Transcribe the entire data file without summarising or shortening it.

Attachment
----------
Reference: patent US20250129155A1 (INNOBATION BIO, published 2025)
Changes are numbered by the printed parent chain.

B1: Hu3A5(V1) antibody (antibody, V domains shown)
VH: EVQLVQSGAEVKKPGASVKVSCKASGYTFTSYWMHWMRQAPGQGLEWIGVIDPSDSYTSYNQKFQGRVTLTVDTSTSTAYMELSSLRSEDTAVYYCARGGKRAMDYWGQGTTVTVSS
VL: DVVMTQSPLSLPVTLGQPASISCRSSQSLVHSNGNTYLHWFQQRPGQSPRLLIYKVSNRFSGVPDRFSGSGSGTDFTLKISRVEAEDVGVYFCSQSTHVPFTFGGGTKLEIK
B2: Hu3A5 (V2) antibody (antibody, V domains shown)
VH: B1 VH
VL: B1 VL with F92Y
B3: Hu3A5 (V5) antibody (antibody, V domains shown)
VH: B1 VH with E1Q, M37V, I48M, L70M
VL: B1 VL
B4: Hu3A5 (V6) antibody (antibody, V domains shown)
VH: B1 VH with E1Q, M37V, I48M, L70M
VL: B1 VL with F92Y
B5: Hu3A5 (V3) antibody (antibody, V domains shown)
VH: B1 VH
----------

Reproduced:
Reference: patent US20250129155A1 (INNOBATION BIO, published 2025)
Changes are numbered by the printed parent chain.

B1: Hu3A5(V1) antibody (antibody, V domains shown)
VH: EVQLVQSGAEVKKPGASVKVSCKASGYTFTSYWMHWMRQAPGQGLEWIGVIDPSDSYTSYNQKFQGRVTLTVDTSTSTAYMELSSLRSEDTAVYYCARGGKRAMDYWGQGTTVTVSS
VL: DVVMTQSPLSLPVTLGQPASISCRSSQSLVHSNGNTYLHWFQQRPGQSPRLLIYKVSNRFSGVPDRFSGSGSGTDFTLKISRVEAEDVGVYFCSQSTHVPFTFGGGTKLEIK
B2: Hu3A5 (V2) antibody (antibody, V domains shown)
VH: B1 VH
VL: B1 VL with F92Y
B3: Hu3A5 (V5) antibody (antibody, V domains shown)
VH: B1 VH with E1Q, M37V, I48M, L70M
VL: B1 VL
B4: Hu3A5 (V6) antibody (antibody, V domains shown)
VH: B1 VH with E1Q, M37V, I48M, L70M
VL: B1 VL with F92Y
B5: Hu3A5 (V3) antibody (antibody, V domains shown)
VH: B1 VH